A good read on a lesser known story in US history. Well researched and well written, it incorporates numerous historical themes in a way that doesn't come off as sounding too academic. One minor drawback is that their thesis could be a little more strongly proven.
At times very well written, others, vague and repetitive. Account of the wreck of the Sea Venture and the role, albeit a small one, in the history of colonizing America by the British. The story of the Sea Venture is a terribly interesting story in itself.
A very readable account of an aspect of the history of Jamestown with which I was unfamiliar. It is occasionally repetitive, perhaps because there were two authors.
Senor Andrew
Very informative, but bored me almost to death.
James Loffredo
Feb 10, 2014 James Loffredo marked it as to-read
Linda I
This would have been an interesting and engaging book about the British Virginia Company's attempts to colonize Virginia but, sadly, it was excessively repetitive and long-winded. The entire story could have been summed in a much tidier and more linear storyline. The author must have felt that repeating events over-and-over and presenting the storyline out of sequence made for a more scholarly read. Whatever. This fascinating story ended up becoming boring and painful to finish. Not recommended.
Josh Whitmore
I always had heard the commonly told story, but never this side. Very interesting, for the most part.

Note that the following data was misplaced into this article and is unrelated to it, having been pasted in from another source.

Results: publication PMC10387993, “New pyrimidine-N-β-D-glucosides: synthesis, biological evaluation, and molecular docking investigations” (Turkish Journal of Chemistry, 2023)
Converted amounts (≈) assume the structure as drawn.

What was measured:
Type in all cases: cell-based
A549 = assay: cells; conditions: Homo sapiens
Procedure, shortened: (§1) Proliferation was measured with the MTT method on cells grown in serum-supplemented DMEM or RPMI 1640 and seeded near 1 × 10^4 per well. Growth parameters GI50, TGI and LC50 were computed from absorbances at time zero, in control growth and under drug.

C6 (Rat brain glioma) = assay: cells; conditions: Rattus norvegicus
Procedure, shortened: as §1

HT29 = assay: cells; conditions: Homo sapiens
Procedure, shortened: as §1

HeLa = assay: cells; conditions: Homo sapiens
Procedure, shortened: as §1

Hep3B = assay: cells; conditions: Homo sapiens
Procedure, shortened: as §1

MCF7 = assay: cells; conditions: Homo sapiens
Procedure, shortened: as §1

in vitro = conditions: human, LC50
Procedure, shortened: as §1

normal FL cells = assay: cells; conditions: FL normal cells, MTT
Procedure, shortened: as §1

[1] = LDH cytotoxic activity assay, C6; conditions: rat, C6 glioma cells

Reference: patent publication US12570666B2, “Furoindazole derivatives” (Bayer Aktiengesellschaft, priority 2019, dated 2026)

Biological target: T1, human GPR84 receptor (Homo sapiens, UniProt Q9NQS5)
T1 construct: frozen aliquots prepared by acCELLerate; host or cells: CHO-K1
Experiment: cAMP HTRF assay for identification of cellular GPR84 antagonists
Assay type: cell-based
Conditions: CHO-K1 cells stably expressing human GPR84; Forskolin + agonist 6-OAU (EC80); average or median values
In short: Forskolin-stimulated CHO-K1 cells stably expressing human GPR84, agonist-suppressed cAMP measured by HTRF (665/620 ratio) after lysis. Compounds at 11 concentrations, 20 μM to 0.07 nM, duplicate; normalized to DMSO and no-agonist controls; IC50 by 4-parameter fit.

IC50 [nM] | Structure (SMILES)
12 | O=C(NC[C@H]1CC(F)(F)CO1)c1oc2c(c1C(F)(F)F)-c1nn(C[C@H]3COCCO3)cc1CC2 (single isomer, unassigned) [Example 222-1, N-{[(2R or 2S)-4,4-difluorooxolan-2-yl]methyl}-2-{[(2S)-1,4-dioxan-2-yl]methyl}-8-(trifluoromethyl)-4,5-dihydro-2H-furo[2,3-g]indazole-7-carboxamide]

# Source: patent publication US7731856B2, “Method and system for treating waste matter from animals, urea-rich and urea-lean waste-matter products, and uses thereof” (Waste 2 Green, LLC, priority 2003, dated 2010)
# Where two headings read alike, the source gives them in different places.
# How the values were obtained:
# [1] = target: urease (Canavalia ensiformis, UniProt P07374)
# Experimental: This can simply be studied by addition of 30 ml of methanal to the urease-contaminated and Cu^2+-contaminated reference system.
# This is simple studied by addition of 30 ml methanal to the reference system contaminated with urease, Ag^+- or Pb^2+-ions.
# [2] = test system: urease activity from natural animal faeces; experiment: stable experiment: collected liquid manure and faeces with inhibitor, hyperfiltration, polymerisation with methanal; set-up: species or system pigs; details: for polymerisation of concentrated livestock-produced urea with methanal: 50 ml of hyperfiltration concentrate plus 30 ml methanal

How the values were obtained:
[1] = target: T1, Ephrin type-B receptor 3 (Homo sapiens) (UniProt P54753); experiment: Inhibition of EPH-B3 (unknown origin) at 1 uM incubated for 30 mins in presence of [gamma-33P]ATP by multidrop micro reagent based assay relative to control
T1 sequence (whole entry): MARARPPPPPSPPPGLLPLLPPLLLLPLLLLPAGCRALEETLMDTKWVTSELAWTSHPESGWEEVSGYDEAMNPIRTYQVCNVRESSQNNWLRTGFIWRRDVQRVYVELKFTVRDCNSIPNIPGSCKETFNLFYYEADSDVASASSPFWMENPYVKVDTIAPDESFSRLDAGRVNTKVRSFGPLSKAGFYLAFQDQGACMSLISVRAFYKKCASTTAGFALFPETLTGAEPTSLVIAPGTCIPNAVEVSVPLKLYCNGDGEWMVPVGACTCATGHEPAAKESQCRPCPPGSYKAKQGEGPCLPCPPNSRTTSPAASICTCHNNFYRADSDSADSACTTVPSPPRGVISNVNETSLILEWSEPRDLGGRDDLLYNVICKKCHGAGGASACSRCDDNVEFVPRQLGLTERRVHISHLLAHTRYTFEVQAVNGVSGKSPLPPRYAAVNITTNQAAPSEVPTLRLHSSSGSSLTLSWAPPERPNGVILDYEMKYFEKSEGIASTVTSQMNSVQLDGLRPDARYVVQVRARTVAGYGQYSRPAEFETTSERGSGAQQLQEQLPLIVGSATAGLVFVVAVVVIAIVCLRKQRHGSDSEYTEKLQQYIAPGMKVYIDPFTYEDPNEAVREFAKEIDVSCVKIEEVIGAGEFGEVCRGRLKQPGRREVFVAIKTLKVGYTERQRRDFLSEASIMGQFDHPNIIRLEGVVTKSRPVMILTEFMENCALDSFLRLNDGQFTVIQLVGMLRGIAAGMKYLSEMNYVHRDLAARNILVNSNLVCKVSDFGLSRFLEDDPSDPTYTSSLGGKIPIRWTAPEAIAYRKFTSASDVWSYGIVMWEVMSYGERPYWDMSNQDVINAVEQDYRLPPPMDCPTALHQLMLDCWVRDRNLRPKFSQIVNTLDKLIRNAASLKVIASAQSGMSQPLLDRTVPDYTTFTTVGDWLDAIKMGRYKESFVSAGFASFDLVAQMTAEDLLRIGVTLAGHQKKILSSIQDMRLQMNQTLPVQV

A fascinating bit of history that is often left out. This book gives the full context of the Jamestown Colony - the basic idea is that the colony was a failure until London finally decided to actually send enough colonists and enough supplies over. The writing is interesting, although it's occasionally repetitive.
A good account of the harrowing experiences and adventures of the earliest English colonists in Virginia and, by accident, in Bermuda. Somewhat heavy in the "providential", the book nonetheless correctly notes the impact of promotional work and the religious undertones of the enterprise.
I had never heard (or didn't remember)that that one of the ships sent with supplies and colonists for Jamestown during the "Starving Time" went aground on Bermuda. I will give it two stars because I learned something, but it was very, very dry.
Shonda Wilson
Probably one of the most entertaining and yet informative accounts of the early colonial experience. I recommend this book to anyone who has an interest in colonization and the experience in Virginia in the early 1600s.
Ken Angle
Adds yet another piece of a history not well known and easily over looked. States may have discovered america. But private enterprize settled it. KGA
I wasn't interested enough in the subject to try and wade through all the quotations of old English. Very slow moving and dry.
Informative but repetitive & written in patronizing documentary-narration style.
A little weak in the telling - often repetitive - but what a tale.
Crystal is currently reading it
Mar 10, 2015